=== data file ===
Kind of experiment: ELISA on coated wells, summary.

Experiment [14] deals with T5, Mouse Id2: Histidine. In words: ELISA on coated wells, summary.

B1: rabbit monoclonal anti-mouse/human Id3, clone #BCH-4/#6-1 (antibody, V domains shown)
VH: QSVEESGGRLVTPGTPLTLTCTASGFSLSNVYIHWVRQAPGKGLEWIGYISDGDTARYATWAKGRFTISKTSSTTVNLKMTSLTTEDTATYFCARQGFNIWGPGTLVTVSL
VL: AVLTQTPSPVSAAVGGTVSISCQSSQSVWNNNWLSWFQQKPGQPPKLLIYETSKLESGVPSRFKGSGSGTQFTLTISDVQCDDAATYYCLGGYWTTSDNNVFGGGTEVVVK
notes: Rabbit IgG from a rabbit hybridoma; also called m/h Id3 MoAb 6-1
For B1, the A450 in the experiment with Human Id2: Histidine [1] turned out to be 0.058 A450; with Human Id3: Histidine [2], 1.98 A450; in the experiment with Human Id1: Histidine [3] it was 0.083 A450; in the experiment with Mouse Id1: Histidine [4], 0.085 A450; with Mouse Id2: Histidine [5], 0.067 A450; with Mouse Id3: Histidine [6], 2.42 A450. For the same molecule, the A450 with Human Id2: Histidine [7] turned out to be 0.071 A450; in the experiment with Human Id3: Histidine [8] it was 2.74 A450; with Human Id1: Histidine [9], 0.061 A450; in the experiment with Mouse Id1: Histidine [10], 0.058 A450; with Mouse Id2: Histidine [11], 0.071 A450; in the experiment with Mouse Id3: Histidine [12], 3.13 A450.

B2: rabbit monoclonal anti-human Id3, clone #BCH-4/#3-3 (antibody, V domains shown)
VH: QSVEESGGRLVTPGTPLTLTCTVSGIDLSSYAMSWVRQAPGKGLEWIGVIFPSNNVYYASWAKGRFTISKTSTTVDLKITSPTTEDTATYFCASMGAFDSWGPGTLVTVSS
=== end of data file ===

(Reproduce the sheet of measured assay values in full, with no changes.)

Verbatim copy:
Kind of experiment: ELISA on coated wells, summary.

Experiment [14] deals with T5, Mouse Id2: Histidine. In words: ELISA on coated wells, summary.

B1: rabbit monoclonal anti-mouse/human Id3, clone #BCH-4/#6-1 (antibody, V domains shown)
VH: QSVEESGGRLVTPGTPLTLTCTASGFSLSNVYIHWVRQAPGKGLEWIGYISDGDTARYATWAKGRFTISKTSSTTVNLKMTSLTTEDTATYFCARQGFNIWGPGTLVTVSL
VL: AVLTQTPSPVSAAVGGTVSISCQSSQSVWNNNWLSWFQQKPGQPPKLLIYETSKLESGVPSRFKGSGSGTQFTLTISDVQCDDAATYYCLGGYWTTSDNNVFGGGTEVVVK
notes: Rabbit IgG from a rabbit hybridoma; also called m/h Id3 MoAb 6-1
For B1, the A450 in the experiment with Human Id2: Histidine [1] turned out to be 0.058 A450; with Human Id3: Histidine [2], 1.98 A450; in the experiment with Human Id1: Histidine [3] it was 0.083 A450; in the experiment with Mouse Id1: Histidine [4], 0.085 A450; with Mouse Id2: Histidine [5], 0.067 A450; with Mouse Id3: Histidine [6], 2.42 A450. For the same molecule, the A450 with Human Id2: Histidine [7] turned out to be 0.071 A450; in the experiment with Human Id3: Histidine [8] it was 2.74 A450; with Human Id1: Histidine [9], 0.061 A450; in the experiment with Mouse Id1: Histidine [10], 0.058 A450; with Mouse Id2: Histidine [11], 0.071 A450; in the experiment with Mouse Id3: Histidine [12], 3.13 A450.

B2: rabbit monoclonal anti-human Id3, clone #BCH-4/#3-3 (antibody, V domains shown)
VH: QSVEESGGRLVTPGTPLTLTCTVSGIDLSSYAMSWVRQAPGKGLEWIGVIFPSNNVYYASWAKGRFTISKTSTTVDLKITSPTTEDTATYFCASMGAFDSWGPGTLVTVSS